- Inflation and Activity – Two Explorations and Their Monetary Policy Implications, Olivier J. Blanchard, Eugenio Cerutti & Lawrence H. Summers, HKS Working Paper No. 070.
- Real Estate Value Impacts from Fracking: Industry Response and Proper Analytical Techniques, Richard Roddewig & Rebel A. Cole, Real Estate Issues 39(3), 2014, 6–20.
- How Auctions Amplify House-Price Fluctuations, Alina Arefeva.
- Marketing and Product Description: Value Added in the Real Estate Market, Sebastien Gay & Allen T. Zhang.
- Strategic Information Disclosure and Bank Lending, Sumit Agarwal, Souphala Chomsisengphet & Qi (Susie) Wang.
- S. Bank Market Structure: Evolving Nature and Implications, David G. McMillan & Fiona Jayne McMillan.
- Before a Fall: Impacts of Earthquake Regulation and Building Codes on the Commercial Building Market, Levente Timar, Arthur Grimes & Richard Fabling.
- Demand and Supply of Mortgage Credit, Alex van de Minne & Federica Teppa, De Nederlandsche Bank Working Paper No. 486.
The Federal Reserve Bank of San Francisco’s most recent Economic Letter is titled Mortgaging the Future? In it, Òscar Jordà, Moritz Schularick, and Alan M. Taylor evaluate the “Great Mortgaging” of the American economy:
In the six decades following World War II, bank lending measured as a ratio to GDP has quadrupled in advanced economies. To a great extent, this unprecedented expansion of credit was driven by a dramatic growth in mortgage loans. Lending backed by real estate has allowed households to leverage up and has changed the traditional business of banking in fundamental ways. This “Great Mortgaging” has had a profound influence on the dynamics of business cycles. (1)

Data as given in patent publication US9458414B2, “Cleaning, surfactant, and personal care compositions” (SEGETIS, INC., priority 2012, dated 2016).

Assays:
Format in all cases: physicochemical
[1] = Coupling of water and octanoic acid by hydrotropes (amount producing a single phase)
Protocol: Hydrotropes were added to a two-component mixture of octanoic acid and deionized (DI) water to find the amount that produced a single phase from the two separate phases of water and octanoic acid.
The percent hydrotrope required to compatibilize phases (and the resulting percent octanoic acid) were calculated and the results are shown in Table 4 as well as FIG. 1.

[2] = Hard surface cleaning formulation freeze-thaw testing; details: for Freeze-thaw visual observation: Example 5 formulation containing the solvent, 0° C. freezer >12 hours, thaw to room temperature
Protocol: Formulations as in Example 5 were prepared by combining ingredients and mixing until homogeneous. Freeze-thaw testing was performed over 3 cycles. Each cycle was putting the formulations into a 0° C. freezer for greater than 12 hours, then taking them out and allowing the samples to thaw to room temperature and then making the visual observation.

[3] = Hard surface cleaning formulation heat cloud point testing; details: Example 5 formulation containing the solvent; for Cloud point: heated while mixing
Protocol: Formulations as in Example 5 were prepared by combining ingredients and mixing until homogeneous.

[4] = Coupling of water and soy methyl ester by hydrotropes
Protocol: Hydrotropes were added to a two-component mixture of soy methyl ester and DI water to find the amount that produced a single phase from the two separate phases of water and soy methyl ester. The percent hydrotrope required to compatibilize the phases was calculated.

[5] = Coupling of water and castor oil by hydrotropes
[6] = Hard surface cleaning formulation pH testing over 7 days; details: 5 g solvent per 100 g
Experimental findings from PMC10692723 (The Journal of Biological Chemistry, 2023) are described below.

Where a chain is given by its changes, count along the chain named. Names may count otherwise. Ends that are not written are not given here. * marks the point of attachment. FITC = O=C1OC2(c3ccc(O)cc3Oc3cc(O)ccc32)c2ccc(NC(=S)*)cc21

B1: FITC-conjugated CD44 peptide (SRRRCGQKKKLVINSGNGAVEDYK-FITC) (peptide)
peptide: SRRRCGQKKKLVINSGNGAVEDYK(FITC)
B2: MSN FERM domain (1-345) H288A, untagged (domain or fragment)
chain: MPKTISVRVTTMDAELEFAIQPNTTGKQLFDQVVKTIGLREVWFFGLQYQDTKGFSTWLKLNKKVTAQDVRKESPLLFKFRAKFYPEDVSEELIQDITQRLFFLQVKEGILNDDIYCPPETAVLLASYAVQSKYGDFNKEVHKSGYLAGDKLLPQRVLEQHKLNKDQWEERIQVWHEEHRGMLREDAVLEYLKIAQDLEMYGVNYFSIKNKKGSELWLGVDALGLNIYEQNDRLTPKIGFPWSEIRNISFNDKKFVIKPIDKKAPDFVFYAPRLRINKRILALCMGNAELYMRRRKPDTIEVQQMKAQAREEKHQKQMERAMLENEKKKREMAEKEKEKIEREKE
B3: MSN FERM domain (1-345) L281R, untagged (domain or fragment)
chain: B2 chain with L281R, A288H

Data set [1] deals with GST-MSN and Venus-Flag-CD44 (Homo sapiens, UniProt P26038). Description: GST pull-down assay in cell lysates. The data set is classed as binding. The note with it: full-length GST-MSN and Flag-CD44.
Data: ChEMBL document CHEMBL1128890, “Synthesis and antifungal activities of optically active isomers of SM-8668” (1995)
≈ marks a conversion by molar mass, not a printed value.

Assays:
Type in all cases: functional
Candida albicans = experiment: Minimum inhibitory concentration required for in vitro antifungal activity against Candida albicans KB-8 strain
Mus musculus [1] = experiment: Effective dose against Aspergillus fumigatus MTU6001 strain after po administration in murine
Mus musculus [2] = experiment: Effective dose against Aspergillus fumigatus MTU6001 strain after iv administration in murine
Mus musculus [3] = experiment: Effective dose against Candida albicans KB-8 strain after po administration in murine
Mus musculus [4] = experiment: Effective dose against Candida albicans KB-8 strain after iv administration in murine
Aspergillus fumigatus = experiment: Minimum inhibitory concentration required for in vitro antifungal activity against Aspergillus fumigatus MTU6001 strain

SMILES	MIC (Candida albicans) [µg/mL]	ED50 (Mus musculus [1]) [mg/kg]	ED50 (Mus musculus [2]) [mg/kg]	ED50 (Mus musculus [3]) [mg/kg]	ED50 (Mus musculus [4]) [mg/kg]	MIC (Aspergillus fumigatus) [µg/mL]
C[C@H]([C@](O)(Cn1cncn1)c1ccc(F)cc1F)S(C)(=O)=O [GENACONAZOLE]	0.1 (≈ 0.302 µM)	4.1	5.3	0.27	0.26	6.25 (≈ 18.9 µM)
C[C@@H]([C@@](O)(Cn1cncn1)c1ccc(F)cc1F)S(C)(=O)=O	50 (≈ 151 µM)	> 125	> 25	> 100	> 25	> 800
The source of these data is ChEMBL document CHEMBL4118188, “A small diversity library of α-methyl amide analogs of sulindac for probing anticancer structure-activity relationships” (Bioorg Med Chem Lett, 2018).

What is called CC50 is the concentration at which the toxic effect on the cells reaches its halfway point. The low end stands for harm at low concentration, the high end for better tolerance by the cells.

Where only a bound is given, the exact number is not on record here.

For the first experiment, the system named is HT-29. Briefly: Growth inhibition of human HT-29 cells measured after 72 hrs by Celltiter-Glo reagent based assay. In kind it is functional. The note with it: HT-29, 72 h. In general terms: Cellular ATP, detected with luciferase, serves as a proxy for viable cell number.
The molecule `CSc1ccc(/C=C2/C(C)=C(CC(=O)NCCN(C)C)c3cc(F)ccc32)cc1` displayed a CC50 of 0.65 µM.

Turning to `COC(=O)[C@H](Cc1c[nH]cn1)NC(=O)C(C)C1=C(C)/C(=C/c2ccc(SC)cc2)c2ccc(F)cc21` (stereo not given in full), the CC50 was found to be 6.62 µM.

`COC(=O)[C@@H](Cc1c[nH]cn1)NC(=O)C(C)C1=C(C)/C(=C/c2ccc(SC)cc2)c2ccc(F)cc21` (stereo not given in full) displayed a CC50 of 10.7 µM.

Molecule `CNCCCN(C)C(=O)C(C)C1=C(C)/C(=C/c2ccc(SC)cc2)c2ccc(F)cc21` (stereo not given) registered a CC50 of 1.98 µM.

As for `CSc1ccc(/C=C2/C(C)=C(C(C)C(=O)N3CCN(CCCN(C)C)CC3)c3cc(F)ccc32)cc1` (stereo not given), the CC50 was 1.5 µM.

I was particularly interested by the Letter’s Figure 2, which charted the ratio of mortgage debt to value of the U.S. housing stock over the last hundred years or so. The authors write,
The rise of mortgage lending exceeds what would be expected considering the increase in real estate values over the same time. Rather, it appears to also reflect an increase in household leverage. Although we cannot measure historical loan-to-value ratios directly, household mortgage debt appears to have risen faster than total real estate asset values in many countries including the United States. The resulting record-high leverage ratios can damage household balance sheets and therefore endanger the overall financial system. Figure 2 displays the ratio of household mortgage lending to the value of the total U.S. housing stock over the past 100 years. As the figure shows, that ratio has nearly quadrupled from about 0.15 in 1910 to about 0.5 today. (2)
An increase in leverage for households is not necessarily a bad thing. it allows households to make investments and to smooth their consumption over longer periods. But it can, of course, get to be too high. High leverage makes households less able to handle shocks such as unemployment, divorce and death. it would be helpful for economists to better model a socially optimal level of household leverage in order to guide regulators. The CFPB has taken a stab at this with its relatively new Ability-to-Repay regulation but we do not yet know if they got it right.